1. Has Risk Management been considered and implemented; it needs to cover key areas such as: financial, operational, strategic and regulatory management. After 5 months in office, should the paid Acting Executive Manager (and Director) have addressed the following and advised the Board:
    1. Are the skills required for each portfolio within the WIA’s business properly understood and resourced?
    2. Are all business critical systems and processes properly documented?
    3. Are there succession plans? What happens if a key person resigns or becomes unable to perform their role?  Think of areas like Financial Management, Web site Management, Management of the ACMA Contract Services (Exam Services and Callsign Recommendations).
    4. Is the WIA using appropriate technologies and processes to enable efficient and effective information sharing, service delivery and record keeping?
    5. System passwords are taped to computer monitors in an open office environment. Volunteers, contractors and staff can easily see these notes.  Has the National Office implemented a policy for security and user access to IT resources and online banking?  Are user logons shared?  Have documented security policies been communicated to volunteers and staff?
  2. Another very topical example as I write this letter: Why is it that 4 days after resigning I still have access to the Institute’s accounting system (MYOB) and online banking.  Why am I still receiving confidential reports from the Institutes business systems?   Should the Board be concerned that the National Office does not have knowledge or control over such important aspects of the business?
  3. Proper consideration to conflict of interest is given whenever a decision is made that has the perception of a conflict of interest. The most recent examples being the appointment of a Board member to the temporary role of Executive Manager at the National Office and the other being the rental of floor space for vehicle storage to another Director.  Can the Board illustrate to members that any possible conflict of interest was discussed and documented, and an appropriate strategy was adopted?  Has either of these arrangements been subjected to any competing bids and/or market assessment or skills assessment?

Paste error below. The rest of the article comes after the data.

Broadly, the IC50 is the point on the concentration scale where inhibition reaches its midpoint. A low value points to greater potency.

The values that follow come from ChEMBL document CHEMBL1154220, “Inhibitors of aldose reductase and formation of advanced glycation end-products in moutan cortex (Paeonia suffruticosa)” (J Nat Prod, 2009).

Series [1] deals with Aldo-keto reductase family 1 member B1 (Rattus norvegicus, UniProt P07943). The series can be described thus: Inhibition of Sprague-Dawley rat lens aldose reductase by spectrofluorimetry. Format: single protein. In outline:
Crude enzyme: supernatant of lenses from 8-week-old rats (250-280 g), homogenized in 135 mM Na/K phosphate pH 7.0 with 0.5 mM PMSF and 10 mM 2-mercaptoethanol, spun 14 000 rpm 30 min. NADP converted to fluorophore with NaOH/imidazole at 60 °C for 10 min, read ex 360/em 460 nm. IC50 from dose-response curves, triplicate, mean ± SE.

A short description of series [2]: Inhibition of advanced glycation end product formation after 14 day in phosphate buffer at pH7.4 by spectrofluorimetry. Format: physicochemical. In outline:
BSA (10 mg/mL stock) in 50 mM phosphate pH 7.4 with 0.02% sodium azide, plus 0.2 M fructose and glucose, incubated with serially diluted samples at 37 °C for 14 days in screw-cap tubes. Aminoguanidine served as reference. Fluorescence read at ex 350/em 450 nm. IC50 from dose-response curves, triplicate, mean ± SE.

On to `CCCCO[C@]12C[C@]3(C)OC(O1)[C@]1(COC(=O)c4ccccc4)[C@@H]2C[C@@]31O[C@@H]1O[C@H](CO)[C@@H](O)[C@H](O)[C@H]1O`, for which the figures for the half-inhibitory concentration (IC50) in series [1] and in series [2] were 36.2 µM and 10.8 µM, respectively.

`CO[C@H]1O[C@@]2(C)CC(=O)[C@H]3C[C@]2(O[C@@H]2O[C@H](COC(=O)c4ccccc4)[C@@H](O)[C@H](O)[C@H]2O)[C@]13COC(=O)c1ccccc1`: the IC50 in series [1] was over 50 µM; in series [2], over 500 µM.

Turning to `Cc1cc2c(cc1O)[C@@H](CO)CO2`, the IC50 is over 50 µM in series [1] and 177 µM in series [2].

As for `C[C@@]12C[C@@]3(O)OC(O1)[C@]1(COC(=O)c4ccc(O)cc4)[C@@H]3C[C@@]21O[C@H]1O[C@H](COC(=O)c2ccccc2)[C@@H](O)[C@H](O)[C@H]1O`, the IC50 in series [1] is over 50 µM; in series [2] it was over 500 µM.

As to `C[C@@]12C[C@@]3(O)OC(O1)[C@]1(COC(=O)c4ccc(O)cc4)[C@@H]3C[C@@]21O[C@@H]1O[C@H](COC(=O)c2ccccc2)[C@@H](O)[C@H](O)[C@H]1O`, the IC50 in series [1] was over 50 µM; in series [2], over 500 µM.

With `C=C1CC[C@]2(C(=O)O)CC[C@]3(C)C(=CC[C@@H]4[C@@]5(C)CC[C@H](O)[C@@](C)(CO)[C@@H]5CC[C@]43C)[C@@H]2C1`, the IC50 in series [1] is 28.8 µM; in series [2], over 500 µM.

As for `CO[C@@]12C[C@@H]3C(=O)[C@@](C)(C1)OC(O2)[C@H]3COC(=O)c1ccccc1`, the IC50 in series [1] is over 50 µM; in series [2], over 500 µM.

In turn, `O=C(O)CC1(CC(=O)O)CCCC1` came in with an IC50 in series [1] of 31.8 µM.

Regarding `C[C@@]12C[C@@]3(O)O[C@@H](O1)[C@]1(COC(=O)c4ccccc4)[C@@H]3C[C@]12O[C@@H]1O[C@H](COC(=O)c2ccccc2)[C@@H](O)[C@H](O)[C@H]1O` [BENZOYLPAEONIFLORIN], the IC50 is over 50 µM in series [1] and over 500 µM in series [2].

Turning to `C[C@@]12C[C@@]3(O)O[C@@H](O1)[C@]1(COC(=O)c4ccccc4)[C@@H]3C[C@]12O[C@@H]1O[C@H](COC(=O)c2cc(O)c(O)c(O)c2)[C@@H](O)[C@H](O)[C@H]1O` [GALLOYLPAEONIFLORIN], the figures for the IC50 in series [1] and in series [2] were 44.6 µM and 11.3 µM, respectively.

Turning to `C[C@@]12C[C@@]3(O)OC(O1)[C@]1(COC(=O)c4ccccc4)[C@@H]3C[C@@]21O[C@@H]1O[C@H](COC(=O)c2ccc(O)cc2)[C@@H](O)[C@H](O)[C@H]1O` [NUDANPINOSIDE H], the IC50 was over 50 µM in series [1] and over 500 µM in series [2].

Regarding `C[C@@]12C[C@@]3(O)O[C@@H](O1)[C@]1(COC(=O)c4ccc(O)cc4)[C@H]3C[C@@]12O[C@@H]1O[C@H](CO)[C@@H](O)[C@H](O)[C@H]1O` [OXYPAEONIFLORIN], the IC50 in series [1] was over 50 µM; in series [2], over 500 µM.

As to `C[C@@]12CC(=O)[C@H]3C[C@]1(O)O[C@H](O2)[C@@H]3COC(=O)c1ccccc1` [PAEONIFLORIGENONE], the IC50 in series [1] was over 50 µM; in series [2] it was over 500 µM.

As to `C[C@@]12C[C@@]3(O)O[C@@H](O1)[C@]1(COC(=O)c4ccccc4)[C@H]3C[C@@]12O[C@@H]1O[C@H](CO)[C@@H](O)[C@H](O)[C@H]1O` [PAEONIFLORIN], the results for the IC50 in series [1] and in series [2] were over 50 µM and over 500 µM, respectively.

4. Has the Board undertaken a proper and critical review of the operation of the National Office and the change process that has recently been implemented, given that these activities were performed by a Director being paid for the services?
  5. There have been claims that many processes and decisions are not transparent or readily available for review. Can the Board show members that it has investigated these claims and taken appropriate actions, if required?
  6. Has the Board assessed its own culture and conduct given the recent resignations/departures of Board members, staff and volunteers?
  7. Can the Board explain to members why its needs to spend a considerable sum of members’ money on external consultants, accountants, auditors and travel, when for years the Institute has been able to rely on the efforts of volunteers to manage its accounts and financial affairs?
  8. Has the Board considered Corporate Governance training for existing and new Board members?

I am a staunch supporter of the WIA and believe we need a strong Institute to represent us and our hobby.  It is the responsibility of the Board and its members to ensure those obligations are executed with professionalism, transparency and competence.  I welcome answers that put these matters to rest.



Chris Chapman

WIA Member